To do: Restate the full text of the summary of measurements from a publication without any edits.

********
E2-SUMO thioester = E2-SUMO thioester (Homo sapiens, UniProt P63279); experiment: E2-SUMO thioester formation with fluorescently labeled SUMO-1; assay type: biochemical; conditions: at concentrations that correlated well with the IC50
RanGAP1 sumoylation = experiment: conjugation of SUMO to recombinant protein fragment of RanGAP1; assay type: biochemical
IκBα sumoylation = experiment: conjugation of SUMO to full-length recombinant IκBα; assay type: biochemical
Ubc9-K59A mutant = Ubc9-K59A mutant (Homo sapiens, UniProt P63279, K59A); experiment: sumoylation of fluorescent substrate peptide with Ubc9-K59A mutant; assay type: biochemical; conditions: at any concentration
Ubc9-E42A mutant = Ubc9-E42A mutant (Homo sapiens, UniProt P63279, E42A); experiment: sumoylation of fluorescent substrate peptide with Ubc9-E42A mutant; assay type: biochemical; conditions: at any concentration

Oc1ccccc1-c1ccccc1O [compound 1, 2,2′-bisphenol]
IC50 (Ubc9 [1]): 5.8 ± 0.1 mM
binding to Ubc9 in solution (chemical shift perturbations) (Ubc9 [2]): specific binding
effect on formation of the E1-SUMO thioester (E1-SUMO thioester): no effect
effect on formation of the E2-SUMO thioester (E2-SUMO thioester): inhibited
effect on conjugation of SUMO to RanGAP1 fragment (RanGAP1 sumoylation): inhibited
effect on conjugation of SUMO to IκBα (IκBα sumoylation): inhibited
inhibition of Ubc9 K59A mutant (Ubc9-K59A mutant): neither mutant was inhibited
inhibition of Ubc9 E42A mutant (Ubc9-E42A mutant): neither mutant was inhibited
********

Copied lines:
E2-SUMO thioester = E2-SUMO thioester (Homo sapiens, UniProt P63279); experiment: E2-SUMO thioester formation with fluorescently labeled SUMO-1; assay type: biochemical; conditions: at concentrations that correlated well with the IC50
RanGAP1 sumoylation = experiment: conjugation of SUMO to recombinant protein fragment of RanGAP1; assay type: biochemical
IκBα sumoylation = experiment: conjugation of SUMO to full-length recombinant IκBα; assay type: biochemical
Ubc9-K59A mutant = Ubc9-K59A mutant (Homo sapiens, UniProt P63279, K59A); experiment: sumoylation of fluorescent substrate peptide with Ubc9-K59A mutant; assay type: biochemical; conditions: at any concentration
Ubc9-E42A mutant = Ubc9-E42A mutant (Homo sapiens, UniProt P63279, E42A); experiment: sumoylation of fluorescent substrate peptide with Ubc9-E42A mutant; assay type: biochemical; conditions: at any concentration

Oc1ccccc1-c1ccccc1O [compound 1, 2,2′-bisphenol]
IC50 (Ubc9 [1]): 5.8 ± 0.1 mM
binding to Ubc9 in solution (chemical shift perturbations) (Ubc9 [2]): specific binding
effect on formation of the E1-SUMO thioester (E1-SUMO thioester): no effect
effect on formation of the E2-SUMO thioester (E2-SUMO thioester): inhibited
effect on conjugation of SUMO to RanGAP1 fragment (RanGAP1 sumoylation): inhibited
effect on conjugation of SUMO to IκBα (IκBα sumoylation): inhibited
inhibition of Ubc9 K59A mutant (Ubc9-K59A mutant): neither mutant was inhibited
inhibition of Ubc9 E42A mutant (Ubc9-E42A mutant): neither mutant was inhibited